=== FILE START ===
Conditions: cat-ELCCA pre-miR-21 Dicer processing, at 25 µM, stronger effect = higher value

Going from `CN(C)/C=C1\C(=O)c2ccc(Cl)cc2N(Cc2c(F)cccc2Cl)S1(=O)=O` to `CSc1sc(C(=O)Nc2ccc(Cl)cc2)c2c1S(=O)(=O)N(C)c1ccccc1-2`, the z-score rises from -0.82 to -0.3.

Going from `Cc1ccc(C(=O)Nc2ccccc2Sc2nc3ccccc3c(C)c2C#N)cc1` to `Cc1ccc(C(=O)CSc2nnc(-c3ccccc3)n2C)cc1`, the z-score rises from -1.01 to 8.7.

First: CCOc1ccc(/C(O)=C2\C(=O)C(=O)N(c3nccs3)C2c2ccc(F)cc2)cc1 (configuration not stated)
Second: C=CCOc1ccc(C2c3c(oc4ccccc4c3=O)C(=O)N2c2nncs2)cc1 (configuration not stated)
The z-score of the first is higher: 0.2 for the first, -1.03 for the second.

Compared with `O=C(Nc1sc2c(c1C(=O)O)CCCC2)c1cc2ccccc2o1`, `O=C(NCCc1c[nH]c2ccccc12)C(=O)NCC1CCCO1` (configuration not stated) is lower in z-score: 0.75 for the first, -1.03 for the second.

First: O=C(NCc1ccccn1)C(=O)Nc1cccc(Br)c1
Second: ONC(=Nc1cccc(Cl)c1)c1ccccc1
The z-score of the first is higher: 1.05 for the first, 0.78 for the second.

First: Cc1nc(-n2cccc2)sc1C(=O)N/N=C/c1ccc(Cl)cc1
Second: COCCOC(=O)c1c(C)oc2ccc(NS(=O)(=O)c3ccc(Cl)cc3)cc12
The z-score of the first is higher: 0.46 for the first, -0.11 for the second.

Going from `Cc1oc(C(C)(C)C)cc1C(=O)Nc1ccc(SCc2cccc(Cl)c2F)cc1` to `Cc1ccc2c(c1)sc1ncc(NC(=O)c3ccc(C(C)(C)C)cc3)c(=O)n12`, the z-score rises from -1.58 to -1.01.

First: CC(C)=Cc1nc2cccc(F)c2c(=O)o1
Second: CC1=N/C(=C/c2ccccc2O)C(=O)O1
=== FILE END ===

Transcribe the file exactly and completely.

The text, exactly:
Conditions: cat-ELCCA pre-miR-21 Dicer processing, at 25 µM, stronger effect = higher value

Going from `CN(C)/C=C1\C(=O)c2ccc(Cl)cc2N(Cc2c(F)cccc2Cl)S1(=O)=O` to `CSc1sc(C(=O)Nc2ccc(Cl)cc2)c2c1S(=O)(=O)N(C)c1ccccc1-2`, the z-score rises from -0.82 to -0.3.

Going from `Cc1ccc(C(=O)Nc2ccccc2Sc2nc3ccccc3c(C)c2C#N)cc1` to `Cc1ccc(C(=O)CSc2nnc(-c3ccccc3)n2C)cc1`, the z-score rises from -1.01 to 8.7.

First: CCOc1ccc(/C(O)=C2\C(=O)C(=O)N(c3nccs3)C2c2ccc(F)cc2)cc1 (configuration not stated)
Second: C=CCOc1ccc(C2c3c(oc4ccccc4c3=O)C(=O)N2c2nncs2)cc1 (configuration not stated)
The z-score of the first is higher: 0.2 for the first, -1.03 for the second.

Compared with `O=C(Nc1sc2c(c1C(=O)O)CCCC2)c1cc2ccccc2o1`, `O=C(NCCc1c[nH]c2ccccc12)C(=O)NCC1CCCO1` (configuration not stated) is lower in z-score: 0.75 for the first, -1.03 for the second.

First: O=C(NCc1ccccn1)C(=O)Nc1cccc(Br)c1
Second: ONC(=Nc1cccc(Cl)c1)c1ccccc1
The z-score of the first is higher: 1.05 for the first, 0.78 for the second.

First: Cc1nc(-n2cccc2)sc1C(=O)N/N=C/c1ccc(Cl)cc1
Second: COCCOC(=O)c1c(C)oc2ccc(NS(=O)(=O)c3ccc(Cl)cc3)cc12
The z-score of the first is higher: 0.46 for the first, -0.11 for the second.

Going from `Cc1oc(C(C)(C)C)cc1C(=O)Nc1ccc(SCc2cccc(Cl)c2F)cc1` to `Cc1ccc2c(c1)sc1ncc(NC(=O)c3ccc(C(C)(C)C)cc3)c(=O)n12`, the z-score rises from -1.58 to -1.01.

First: CC(C)=Cc1nc2cccc(F)c2c(=O)o1
Second: CC1=N/C(=C/c2ccccc2O)C(=O)O1